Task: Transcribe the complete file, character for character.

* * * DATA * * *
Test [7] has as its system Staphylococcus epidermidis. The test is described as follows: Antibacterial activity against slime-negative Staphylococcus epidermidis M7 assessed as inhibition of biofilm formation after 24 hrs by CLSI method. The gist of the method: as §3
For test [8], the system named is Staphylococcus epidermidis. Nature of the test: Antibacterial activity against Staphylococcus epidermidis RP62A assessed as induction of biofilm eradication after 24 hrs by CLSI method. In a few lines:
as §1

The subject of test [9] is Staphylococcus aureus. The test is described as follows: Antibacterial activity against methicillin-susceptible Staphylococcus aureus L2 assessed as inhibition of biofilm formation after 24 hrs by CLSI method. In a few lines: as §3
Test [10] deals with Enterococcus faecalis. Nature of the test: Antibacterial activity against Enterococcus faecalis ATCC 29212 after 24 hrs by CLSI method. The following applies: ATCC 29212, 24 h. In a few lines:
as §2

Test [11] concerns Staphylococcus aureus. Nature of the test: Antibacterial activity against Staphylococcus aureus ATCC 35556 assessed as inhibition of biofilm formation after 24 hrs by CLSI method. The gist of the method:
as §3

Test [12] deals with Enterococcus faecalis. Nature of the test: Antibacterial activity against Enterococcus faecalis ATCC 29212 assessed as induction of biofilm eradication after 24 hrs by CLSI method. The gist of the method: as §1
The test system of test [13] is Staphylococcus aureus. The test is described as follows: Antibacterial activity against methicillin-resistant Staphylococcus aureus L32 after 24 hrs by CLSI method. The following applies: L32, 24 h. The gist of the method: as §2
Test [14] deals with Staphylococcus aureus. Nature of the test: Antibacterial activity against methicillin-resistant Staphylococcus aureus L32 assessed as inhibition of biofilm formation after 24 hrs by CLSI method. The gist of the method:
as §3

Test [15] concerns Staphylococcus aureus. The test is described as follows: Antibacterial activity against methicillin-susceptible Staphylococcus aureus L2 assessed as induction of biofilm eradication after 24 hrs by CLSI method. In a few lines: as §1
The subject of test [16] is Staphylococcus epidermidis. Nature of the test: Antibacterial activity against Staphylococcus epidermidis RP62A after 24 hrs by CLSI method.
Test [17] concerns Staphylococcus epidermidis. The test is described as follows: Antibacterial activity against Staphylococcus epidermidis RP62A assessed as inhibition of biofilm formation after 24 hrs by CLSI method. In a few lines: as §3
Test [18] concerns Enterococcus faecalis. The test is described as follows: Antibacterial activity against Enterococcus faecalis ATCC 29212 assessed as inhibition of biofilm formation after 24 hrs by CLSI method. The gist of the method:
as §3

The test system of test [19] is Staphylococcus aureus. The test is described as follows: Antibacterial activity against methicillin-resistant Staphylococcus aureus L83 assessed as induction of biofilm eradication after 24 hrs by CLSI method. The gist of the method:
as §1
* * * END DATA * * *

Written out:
Test [7] has as its system Staphylococcus epidermidis. The test is described as follows: Antibacterial activity against slime-negative Staphylococcus epidermidis M7 assessed as inhibition of biofilm formation after 24 hrs by CLSI method. The gist of the method: as §3
For test [8], the system named is Staphylococcus epidermidis. Nature of the test: Antibacterial activity against Staphylococcus epidermidis RP62A assessed as induction of biofilm eradication after 24 hrs by CLSI method. In a few lines:
as §1

The subject of test [9] is Staphylococcus aureus. The test is described as follows: Antibacterial activity against methicillin-susceptible Staphylococcus aureus L2 assessed as inhibition of biofilm formation after 24 hrs by CLSI method. In a few lines: as §3
Test [10] deals with Enterococcus faecalis. Nature of the test: Antibacterial activity against Enterococcus faecalis ATCC 29212 after 24 hrs by CLSI method. The following applies: ATCC 29212, 24 h. In a few lines:
as §2

Test [11] concerns Staphylococcus aureus. Nature of the test: Antibacterial activity against Staphylococcus aureus ATCC 35556 assessed as inhibition of biofilm formation after 24 hrs by CLSI method. The gist of the method:
as §3

Test [12] deals with Enterococcus faecalis. Nature of the test: Antibacterial activity against Enterococcus faecalis ATCC 29212 assessed as induction of biofilm eradication after 24 hrs by CLSI method. The gist of the method: as §1
The test system of test [13] is Staphylococcus aureus. The test is described as follows: Antibacterial activity against methicillin-resistant Staphylococcus aureus L32 after 24 hrs by CLSI method. The following applies: L32, 24 h. The gist of the method: as §2
Test [14] deals with Staphylococcus aureus. Nature of the test: Antibacterial activity against methicillin-resistant Staphylococcus aureus L32 assessed as inhibition of biofilm formation after 24 hrs by CLSI method. The gist of the method:
as §3

Test [15] concerns Staphylococcus aureus. The test is described as follows: Antibacterial activity against methicillin-susceptible Staphylococcus aureus L2 assessed as induction of biofilm eradication after 24 hrs by CLSI method. In a few lines: as §1
The subject of test [16] is Staphylococcus epidermidis. Nature of the test: Antibacterial activity against Staphylococcus epidermidis RP62A after 24 hrs by CLSI method.
Test [17] concerns Staphylococcus epidermidis. The test is described as follows: Antibacterial activity against Staphylococcus epidermidis RP62A assessed as inhibition of biofilm formation after 24 hrs by CLSI method. In a few lines: as §3
Test [18] concerns Enterococcus faecalis. The test is described as follows: Antibacterial activity against Enterococcus faecalis ATCC 29212 assessed as inhibition of biofilm formation after 24 hrs by CLSI method. The gist of the method:
as §3

The test system of test [19] is Staphylococcus aureus. The test is described as follows: Antibacterial activity against methicillin-resistant Staphylococcus aureus L83 assessed as induction of biofilm eradication after 24 hrs by CLSI method. The gist of the method:
as §1